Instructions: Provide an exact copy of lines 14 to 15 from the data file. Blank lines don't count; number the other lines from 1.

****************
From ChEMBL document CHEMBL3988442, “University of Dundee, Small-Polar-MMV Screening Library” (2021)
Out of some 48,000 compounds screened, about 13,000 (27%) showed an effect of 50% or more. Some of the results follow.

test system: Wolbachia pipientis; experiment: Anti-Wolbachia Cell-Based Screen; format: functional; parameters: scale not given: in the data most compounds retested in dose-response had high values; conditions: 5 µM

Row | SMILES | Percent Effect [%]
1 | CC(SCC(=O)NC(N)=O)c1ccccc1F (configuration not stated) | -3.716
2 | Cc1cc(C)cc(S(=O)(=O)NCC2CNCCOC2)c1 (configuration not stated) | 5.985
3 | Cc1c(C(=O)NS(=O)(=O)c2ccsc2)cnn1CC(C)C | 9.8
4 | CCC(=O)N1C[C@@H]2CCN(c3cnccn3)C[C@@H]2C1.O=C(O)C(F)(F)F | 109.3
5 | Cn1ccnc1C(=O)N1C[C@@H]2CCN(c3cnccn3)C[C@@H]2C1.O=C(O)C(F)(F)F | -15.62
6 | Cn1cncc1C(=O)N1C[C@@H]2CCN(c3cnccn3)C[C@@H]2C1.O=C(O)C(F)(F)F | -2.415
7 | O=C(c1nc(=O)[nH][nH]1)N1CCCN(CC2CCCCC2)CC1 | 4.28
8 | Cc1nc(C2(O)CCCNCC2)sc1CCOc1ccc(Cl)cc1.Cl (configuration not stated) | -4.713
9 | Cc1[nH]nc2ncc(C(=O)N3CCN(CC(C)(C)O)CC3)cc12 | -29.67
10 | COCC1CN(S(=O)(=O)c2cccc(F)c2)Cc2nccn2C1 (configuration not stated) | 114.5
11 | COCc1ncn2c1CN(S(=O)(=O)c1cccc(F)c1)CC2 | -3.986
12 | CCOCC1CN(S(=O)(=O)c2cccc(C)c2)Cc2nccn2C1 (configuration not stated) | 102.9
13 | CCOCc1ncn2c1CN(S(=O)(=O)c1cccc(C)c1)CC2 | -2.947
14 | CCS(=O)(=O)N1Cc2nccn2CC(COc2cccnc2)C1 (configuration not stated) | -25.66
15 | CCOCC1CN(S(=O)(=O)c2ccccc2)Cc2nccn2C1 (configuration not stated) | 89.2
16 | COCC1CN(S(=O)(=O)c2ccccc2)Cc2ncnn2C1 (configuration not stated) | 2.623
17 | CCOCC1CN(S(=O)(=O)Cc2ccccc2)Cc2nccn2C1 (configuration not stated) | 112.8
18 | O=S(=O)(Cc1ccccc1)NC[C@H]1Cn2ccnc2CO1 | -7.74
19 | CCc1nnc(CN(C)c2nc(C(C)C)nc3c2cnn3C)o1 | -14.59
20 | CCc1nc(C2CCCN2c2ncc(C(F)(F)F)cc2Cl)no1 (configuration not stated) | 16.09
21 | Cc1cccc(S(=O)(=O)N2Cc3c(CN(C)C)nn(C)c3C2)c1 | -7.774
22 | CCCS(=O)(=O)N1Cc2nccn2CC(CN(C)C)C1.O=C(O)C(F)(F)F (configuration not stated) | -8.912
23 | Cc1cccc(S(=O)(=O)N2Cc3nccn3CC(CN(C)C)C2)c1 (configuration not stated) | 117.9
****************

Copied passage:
10 | COCC1CN(S(=O)(=O)c2cccc(F)c2)Cc2nccn2C1 (configuration not stated) | 114.5
11 | COCc1ncn2c1CN(S(=O)(=O)c1cccc(F)c1)CC2 | -3.986